First sign of spring might be pesky moss
Slowly but surely life is returning to the landscape. But that green appearing in the lawn may be an unwelcome resident. Moss is often the first thing to green up.
It appears for a good reason though. It is an indicator of poor growing conditions such as low soil fertility, high soil acidity, heavy shade, improper watering practices, diseased grass or poorly drained or compacted soil.
There is no quick fix to remove moss. In the short term, several types of moss killers are available that will kill existing patches for a short period. Raking it out of the lawn will remove the top of the plants but will leave enough fragments that it will grow back quickly. Even the moss killers can be a problem; the iron phosphate-based ones will stain walks, siding and clothes a rusty red.
The long-term fix involves changing the environment so the plants you want will grow properly. Start by checking your watering practices. Moss thrives in damp places other plants don’t like. Check your sprinkler system and adjust timer settings or spray patterns to reduce overwatering and ponding. Reroute downspouts and other sources of runoff to reduce ponding.
Compacted, poorly fertilized areas don’t allow air and nutrients to reach the root zones. Aerate mossy areas in the spring and fall to help break up compacted soil surface layers. Add an inch or two of good quality compost each year to the area to improve fertility and provide new soil for the grass to grow in. Do a simple soil test to determine pH and nutrient levels and then apply fertilizer at the appropriate rate.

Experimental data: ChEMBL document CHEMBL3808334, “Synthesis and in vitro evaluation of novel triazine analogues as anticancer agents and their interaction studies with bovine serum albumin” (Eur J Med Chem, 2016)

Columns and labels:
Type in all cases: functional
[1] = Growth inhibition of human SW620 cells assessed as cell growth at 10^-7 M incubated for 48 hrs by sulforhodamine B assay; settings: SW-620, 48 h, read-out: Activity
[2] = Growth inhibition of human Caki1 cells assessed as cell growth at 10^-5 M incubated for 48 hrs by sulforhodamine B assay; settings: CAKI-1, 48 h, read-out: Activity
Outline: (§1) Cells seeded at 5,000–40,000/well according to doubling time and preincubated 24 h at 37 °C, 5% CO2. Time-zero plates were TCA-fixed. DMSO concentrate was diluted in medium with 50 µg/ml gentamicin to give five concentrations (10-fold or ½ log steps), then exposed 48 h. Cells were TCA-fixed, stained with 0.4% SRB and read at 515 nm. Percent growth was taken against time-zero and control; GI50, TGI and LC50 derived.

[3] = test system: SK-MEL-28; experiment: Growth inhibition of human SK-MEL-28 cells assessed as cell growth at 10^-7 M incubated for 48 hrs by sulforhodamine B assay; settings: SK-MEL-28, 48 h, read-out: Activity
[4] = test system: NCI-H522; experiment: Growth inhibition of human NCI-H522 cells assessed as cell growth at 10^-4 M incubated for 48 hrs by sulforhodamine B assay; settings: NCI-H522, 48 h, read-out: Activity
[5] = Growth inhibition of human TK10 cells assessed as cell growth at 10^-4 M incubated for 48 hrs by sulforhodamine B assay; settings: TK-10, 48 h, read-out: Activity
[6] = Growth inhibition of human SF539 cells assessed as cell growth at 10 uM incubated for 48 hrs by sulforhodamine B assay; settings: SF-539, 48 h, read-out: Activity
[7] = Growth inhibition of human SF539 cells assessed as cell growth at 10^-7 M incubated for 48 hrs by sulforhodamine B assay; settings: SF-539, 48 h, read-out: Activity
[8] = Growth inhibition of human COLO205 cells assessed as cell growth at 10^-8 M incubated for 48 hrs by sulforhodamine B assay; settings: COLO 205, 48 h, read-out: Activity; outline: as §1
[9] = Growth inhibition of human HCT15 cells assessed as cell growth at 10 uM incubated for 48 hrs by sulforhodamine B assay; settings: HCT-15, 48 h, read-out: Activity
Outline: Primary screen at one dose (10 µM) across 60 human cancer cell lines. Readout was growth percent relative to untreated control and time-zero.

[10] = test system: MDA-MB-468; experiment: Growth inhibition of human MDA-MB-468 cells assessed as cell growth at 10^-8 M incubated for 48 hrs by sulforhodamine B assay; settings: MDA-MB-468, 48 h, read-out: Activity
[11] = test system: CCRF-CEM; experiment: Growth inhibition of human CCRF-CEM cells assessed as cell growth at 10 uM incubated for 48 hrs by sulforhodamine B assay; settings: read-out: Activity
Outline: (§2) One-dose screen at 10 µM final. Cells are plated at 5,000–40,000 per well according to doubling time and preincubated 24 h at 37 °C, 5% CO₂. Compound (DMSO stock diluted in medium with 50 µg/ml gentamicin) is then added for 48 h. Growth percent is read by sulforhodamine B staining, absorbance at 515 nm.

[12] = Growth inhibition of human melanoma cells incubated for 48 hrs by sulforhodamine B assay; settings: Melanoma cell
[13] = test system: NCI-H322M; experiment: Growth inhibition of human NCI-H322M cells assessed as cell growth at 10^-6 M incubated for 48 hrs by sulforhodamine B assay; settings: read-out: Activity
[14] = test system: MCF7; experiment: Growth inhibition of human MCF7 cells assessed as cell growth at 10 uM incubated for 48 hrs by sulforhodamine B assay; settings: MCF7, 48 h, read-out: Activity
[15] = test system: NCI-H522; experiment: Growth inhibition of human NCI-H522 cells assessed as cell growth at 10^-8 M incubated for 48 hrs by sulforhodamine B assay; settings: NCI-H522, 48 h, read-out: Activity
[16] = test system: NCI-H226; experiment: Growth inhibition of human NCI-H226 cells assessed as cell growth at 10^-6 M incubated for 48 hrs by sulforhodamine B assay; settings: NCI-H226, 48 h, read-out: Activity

Let in the light. Remove overhanging branches and shrubs to let in more light. Kentucky bluegrass does not do well in shade and will thin out, giving moss an opening to move in. If the area is still too shady for bluegrass, try planting a tall fescue seed that is much more tolerant of shade.
Why is moss so persistent?
First, moss has been around for millions of years and survived everything nature has thrown its way, including numerous extinction events and cycles of climate change. Its simple biology has allowed it to adapt to environments from the Arctic to the tropics and even on the edge of hot springs. Your lawn is a little piece of paradise for it.
Second, moss has several methods of reproduction. It sends out spores (think seeds only simpler) that easily travel to new locations; it sends out shoots in the spring from parent plants and finally by fragments that break off the main plant and find their way to new locations.
Tired of dealing with it? Consider letting the moss become an element in your landscape. Japanese and Chinese garden designers have made an art out of incorporating it into landscape. A walk through the Japanese Garden at Manito Park will demonstrate its versatility and simple beauty.
Pat Munts has gardened in the Spokane Valley for more than 35 years. She can be reached at pat@ inlandnwgardening.com.